Red Sea assaults by the Houthi have not only escalated sea freight rates but are also set to cause a surge in air freight costs due to global trade disruptions. Over the past weeks, ocean freight rates have soared by up to $10,000 per 40-foot container. This increase is due to the diversion of more than $200 billion worth of cargo as container ships circumnavigate the Cape of Good Hope in South Africa to avoid the attacks.
Analysts believe that the maritime trade delays may cause retailers to switch to air freight to ensure quicker delivery. As such, air cargo is poised to play a more significant role in the supply chain ecosystem, given its ability to reduce delivery times to a few days compared to weeks taken by ocean carriers.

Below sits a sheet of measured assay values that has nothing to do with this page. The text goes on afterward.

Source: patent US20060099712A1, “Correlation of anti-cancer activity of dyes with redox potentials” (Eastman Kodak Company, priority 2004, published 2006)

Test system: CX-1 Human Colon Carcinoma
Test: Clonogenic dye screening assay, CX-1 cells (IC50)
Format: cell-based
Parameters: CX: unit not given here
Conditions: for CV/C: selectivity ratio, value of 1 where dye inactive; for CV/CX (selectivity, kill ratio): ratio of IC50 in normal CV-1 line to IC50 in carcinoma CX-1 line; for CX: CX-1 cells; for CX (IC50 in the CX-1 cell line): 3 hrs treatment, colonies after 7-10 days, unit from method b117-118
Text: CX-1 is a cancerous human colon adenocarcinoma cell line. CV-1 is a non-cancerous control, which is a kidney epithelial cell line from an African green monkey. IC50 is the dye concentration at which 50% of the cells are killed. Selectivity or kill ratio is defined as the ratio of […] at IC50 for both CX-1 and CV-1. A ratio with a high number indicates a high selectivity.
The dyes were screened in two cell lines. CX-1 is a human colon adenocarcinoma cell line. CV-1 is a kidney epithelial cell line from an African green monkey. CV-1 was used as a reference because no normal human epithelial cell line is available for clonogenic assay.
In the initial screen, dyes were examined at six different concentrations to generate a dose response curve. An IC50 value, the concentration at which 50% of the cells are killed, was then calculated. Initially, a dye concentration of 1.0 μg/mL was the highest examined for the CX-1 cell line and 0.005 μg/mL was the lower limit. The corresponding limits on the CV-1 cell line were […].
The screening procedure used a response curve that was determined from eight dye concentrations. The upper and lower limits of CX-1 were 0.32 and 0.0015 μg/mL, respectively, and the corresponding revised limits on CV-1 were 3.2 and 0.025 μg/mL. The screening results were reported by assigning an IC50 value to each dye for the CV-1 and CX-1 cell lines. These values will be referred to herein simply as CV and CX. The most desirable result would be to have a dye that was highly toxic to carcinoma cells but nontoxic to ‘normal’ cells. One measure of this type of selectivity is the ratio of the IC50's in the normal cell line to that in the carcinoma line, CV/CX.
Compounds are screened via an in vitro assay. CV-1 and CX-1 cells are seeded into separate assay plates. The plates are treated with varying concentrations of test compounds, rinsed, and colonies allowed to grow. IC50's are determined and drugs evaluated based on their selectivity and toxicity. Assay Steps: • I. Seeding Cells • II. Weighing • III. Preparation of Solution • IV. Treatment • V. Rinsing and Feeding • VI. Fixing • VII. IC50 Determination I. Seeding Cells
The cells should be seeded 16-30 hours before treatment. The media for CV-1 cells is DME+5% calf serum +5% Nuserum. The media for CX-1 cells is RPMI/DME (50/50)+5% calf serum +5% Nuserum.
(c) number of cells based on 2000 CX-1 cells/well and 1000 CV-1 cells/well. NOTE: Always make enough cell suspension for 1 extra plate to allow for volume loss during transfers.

Matthew Burgess, the vice president of global ocean services at C.H. Robinson, noted that some shippers are prioritising freight movement by any means necessary. In anticipation of a surge in ocean-to-air conversions, the transportation logistics firm is already reserving additional air capacity on key trade lanes.